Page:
Medical and Legal Evaluation
A medical evaluation is a process where a health care provider examines the patient for signs of injury, illness, or disease. Sometimes third-party physicians are requested to verify formerly diagnosed medical issues from a primary care provider. Medical evaluations ordered by insurance companies, or employers, usually target previously diagnosed conditions. For instance, a worker’s compensation claim which is a claim of a work-related injury by an employee is usually examined to assess the injury’s existence or severity. In addition, the medical evaluation is used to rate the severity of injury or illness to determine a financial award or disability payment duration.
Some medical evaluations are ordered to support a plaintiff or defendant in a specific lawsuit. When this happens, the existence and probable cause of a specific injury or illness are evaluated. In some cases, the evaluating physician is required to testify in court as to his or her findings and expert opinions regarding those findings.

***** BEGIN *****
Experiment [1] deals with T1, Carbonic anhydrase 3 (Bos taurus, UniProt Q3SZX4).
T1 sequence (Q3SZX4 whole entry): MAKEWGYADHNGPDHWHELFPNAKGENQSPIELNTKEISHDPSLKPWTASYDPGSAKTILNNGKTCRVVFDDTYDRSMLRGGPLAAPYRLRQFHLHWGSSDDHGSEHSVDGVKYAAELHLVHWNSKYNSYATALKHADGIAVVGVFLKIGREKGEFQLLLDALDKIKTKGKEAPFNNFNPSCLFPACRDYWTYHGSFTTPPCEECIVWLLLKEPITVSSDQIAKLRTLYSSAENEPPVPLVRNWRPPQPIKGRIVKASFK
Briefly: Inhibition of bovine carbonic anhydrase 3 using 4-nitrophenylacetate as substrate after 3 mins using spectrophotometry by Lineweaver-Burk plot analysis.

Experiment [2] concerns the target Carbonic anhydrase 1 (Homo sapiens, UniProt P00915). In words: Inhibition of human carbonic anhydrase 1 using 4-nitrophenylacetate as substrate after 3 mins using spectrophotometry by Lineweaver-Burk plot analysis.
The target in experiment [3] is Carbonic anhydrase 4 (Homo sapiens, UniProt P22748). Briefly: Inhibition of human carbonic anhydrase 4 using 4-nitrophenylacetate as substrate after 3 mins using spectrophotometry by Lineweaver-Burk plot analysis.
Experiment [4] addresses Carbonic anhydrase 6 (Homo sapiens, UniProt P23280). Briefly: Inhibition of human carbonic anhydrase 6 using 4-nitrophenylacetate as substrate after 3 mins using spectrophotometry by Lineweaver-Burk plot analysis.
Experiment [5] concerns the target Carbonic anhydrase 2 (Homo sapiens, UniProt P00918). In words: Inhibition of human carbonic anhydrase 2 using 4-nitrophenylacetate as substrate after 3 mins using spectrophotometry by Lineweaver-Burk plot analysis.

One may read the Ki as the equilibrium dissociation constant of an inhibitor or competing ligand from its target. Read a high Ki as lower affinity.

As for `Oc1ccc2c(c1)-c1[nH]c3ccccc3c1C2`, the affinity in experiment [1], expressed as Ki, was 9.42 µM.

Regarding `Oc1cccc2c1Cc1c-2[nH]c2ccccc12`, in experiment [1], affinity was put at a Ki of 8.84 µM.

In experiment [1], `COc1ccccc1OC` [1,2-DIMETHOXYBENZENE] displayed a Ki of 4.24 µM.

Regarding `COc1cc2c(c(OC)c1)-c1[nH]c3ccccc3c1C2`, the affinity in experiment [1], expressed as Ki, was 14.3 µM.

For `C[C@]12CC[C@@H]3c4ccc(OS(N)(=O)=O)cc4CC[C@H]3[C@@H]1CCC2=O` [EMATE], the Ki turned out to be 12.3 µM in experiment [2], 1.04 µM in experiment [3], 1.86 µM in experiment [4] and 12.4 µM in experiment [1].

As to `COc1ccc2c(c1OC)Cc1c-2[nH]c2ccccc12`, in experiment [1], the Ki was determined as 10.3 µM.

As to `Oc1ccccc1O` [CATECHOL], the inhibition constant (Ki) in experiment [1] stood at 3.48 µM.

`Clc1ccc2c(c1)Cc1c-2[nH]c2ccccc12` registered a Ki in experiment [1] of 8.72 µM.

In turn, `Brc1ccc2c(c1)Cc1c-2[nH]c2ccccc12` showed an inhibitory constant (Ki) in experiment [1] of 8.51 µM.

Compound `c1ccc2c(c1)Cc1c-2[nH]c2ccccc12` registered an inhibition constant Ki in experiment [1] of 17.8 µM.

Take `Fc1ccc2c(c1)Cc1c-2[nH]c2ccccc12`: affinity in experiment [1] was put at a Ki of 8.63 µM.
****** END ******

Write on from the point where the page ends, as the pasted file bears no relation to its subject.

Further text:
Most medical evaluations begin with a complete medical history. The patient will be asked a variety of details about medications that have been prescribed and are currently being used; current and past medical conditions; past surgeries, and any illnesses that have occurred. The physical exam will include vital signs, including blood pressure, heart rate, and body temperature, testing physical reflexes, examining the eyes, nose, and throat, or visually checking injuries. Based on symptoms and examination findings, further tests may be ordered. Gender-specific tests are typically included in a general medical evaluation. The medical evaluation results are recorded and provided to the requesting party.
Workcover and motor vehicle accidents authority (MAA) assessment of permanent disability.
These assessments need to be arranged through an insurer.
Medicolegal (legal medicine) expert reports.
These assessments should be arranged through your solicitor.